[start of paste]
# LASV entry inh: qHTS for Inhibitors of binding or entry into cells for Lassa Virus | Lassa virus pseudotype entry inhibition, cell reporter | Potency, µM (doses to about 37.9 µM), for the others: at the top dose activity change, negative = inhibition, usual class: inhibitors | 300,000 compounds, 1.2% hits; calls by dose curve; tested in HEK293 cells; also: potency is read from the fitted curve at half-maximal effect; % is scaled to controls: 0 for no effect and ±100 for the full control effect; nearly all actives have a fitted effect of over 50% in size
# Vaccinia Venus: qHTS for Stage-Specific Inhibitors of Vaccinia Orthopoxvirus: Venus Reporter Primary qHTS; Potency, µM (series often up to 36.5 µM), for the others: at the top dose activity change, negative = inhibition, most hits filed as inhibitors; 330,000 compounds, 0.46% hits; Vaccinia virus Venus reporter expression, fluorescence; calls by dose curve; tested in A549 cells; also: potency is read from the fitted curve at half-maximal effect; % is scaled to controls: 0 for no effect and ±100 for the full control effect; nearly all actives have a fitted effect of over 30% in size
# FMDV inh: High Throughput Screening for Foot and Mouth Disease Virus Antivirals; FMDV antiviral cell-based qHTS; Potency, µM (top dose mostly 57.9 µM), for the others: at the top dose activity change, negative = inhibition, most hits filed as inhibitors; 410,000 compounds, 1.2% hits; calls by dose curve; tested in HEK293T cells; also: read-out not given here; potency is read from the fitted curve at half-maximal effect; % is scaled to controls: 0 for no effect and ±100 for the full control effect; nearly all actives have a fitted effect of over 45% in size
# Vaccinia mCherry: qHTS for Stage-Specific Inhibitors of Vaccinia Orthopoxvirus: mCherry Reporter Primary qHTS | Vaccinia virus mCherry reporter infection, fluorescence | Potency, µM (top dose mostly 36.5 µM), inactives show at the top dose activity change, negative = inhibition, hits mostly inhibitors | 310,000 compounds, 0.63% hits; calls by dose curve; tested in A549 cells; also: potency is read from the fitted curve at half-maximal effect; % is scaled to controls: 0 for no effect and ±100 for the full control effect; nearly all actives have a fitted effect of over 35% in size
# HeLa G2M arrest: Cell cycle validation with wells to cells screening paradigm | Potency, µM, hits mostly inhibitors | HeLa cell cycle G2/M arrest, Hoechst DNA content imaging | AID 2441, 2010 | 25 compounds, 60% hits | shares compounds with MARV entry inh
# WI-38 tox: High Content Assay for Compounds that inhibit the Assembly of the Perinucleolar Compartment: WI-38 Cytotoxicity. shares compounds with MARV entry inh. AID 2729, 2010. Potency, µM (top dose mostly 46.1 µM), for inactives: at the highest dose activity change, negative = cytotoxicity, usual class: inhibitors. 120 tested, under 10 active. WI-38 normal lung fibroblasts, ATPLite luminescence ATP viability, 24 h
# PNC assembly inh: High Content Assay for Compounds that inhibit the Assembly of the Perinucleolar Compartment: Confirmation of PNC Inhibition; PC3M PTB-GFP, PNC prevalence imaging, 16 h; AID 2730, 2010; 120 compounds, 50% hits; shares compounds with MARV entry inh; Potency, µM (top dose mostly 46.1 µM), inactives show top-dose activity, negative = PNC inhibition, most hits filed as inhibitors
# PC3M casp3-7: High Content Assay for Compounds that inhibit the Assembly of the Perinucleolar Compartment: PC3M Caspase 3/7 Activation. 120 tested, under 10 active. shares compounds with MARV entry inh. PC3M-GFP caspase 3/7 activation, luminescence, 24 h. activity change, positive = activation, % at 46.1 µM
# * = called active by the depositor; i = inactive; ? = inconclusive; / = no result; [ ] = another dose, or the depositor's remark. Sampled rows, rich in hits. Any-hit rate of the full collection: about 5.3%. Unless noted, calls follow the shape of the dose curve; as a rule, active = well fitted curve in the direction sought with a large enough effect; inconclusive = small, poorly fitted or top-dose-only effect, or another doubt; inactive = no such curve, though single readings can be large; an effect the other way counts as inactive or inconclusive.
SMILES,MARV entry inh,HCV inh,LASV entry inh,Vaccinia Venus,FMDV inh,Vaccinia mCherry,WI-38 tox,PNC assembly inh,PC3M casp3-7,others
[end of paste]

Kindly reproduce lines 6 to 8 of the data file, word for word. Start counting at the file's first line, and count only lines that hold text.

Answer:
# WI-38 tox: High Content Assay for Compounds that inhibit the Assembly of the Perinucleolar Compartment: WI-38 Cytotoxicity. shares compounds with MARV entry inh. AID 2729, 2010. Potency, µM (top dose mostly 46.1 µM), for inactives: at the highest dose activity change, negative = cytotoxicity, usual class: inhibitors. 120 tested, under 10 active. WI-38 normal lung fibroblasts, ATPLite luminescence ATP viability, 24 h
# PNC assembly inh: High Content Assay for Compounds that inhibit the Assembly of the Perinucleolar Compartment: Confirmation of PNC Inhibition; PC3M PTB-GFP, PNC prevalence imaging, 16 h; AID 2730, 2010; 120 compounds, 50% hits; shares compounds with MARV entry inh; Potency, µM (top dose mostly 46.1 µM), inactives show top-dose activity, negative = PNC inhibition, most hits filed as inhibitors
# PC3M casp3-7: High Content Assay for Compounds that inhibit the Assembly of the Perinucleolar Compartment: PC3M Caspase 3/7 Activation. 120 tested, under 10 active. shares compounds with MARV entry inh. PC3M-GFP caspase 3/7 activation, luminescence, 24 h. activity change, positive = activation, % at 46.1 µM